William Basinski – A Shadow in Time

ashadowWarning: Do not listen if you are in the mood to rock.

Hold on to those asses, we’re going for a ride. 

Basinski deals in ambient tape processing music? Okay, that sounds fucked up, let’s try that again. Back on September 11, 2001, Basinski was sitting on his rooftop in Brooklyn listening to old ambient tape loops he made, when he noticed that the tapes were gradually deteriorating as they passed the tape head. They were slowly being ripped apart by time. He decided to record this deterioration process when the unthinkable happened. While looking out on a New York in shambles, recordings he made 20 years earlier were slowly breaking apart. For some reason it seemed to fit. Or the Metropolitan Museum of Art in New York thought so 10 years later when they played this recording to mark the tenth anniversary of the terrorist attacks. These deteriorating tapes became a symbol of mourning and passing time, something slowly getting stripped away and never being the same again. 

So, the day Basinski found out David Bowie died, he took out a deteriorating tape that his roommate’s cat had chewed up, and started to record it as it passed through the tape head. The first track on this album is called “For David Robert Jones”, Bowie’s real name. The art is bizarre, I’ll give you that, but if you listen you’ll notice it just makes sense. Time passes differently when listening to these tracks. It’s kinda the perfect music for the end of the world. I thought the symbol of a slowly dying tape loop wouldn’t fit at first when I saw the track for Bowie being that death is an ending, I even had a thought that some piece of shit artist was trying to profit off of tragedy and death, but I didn’t feel the same way after I listened to it.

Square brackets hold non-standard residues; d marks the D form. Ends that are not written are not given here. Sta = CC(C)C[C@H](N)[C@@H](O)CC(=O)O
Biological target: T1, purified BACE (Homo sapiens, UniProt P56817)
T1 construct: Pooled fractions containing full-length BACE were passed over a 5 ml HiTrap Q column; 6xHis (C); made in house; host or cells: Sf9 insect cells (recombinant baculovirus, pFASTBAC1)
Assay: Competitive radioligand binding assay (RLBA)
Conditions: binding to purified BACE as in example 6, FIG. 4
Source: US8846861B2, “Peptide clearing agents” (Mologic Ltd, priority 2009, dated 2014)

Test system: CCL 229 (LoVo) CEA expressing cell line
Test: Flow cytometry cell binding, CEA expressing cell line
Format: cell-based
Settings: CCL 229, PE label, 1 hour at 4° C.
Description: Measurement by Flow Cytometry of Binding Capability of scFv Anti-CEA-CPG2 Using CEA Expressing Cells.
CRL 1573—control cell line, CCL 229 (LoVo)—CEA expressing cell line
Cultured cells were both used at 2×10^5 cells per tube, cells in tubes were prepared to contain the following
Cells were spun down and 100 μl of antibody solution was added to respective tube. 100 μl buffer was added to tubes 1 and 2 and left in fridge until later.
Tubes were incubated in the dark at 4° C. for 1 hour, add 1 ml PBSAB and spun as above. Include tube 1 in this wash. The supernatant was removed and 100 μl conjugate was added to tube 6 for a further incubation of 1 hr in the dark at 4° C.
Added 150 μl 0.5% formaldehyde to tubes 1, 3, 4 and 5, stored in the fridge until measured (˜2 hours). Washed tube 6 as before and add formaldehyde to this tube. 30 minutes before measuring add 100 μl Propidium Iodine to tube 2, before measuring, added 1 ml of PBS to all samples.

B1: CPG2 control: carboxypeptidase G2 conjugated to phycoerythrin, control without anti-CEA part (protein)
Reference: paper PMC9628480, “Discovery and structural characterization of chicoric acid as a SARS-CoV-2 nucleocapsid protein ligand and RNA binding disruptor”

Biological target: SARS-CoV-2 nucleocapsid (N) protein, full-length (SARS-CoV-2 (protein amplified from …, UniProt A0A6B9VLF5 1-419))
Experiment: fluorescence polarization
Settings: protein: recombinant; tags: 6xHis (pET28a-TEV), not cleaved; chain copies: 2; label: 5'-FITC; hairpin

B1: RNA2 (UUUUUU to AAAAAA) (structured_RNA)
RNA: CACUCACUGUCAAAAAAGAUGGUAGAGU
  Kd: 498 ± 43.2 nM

There are no lyrics or anything to analyze, but there is a saxophone loop slowly going away on the first track that sounds really similar to the sax on Bowie’s “Low”. Beautiful homage. Remember, Basinski only controls the process of how these songs are recorded, he doesn’t really “create” it himself. Thus, process music. The ambiance in the end is contemplative, nostalgic, and introspective.

The reason I put this on is because I fucking love Bowie. He, as well as others, were a big deal for me when I was a teen. The dude could wear an eyepatch for looks and everyone, not only accepted it, but thought it was cool as fuck. Listen to Bowie long enough and you’ll feel like you’re able to do anything. You’ll think that anyone who isn’t 100% themselves are fucking losers, and you’ll have the power to back up your claim cause David-Fucking-Bowie is on your team. Whom does the other team have? Tom Cruise? Kim Kardashian? Ya, good luck with all of that. I’ll happily wear the eyepatch. Plus, when this album came out in 2017, Bowie himself would’ve been happy with it. It reminds me of what can be done in the face of tragedy, or at any point in life. Art can be made to help us process the shit and grim of life. And once the shit is over, there’s something there in the end to look back on and remember. Who knows, maybe you’ll even have a morning coffee one day, look back on it, and smile like I am right now. 

“Some people feel the rain; others just get wet” Unknown (most likely the king of the road himself, Roger Miller).

 

 

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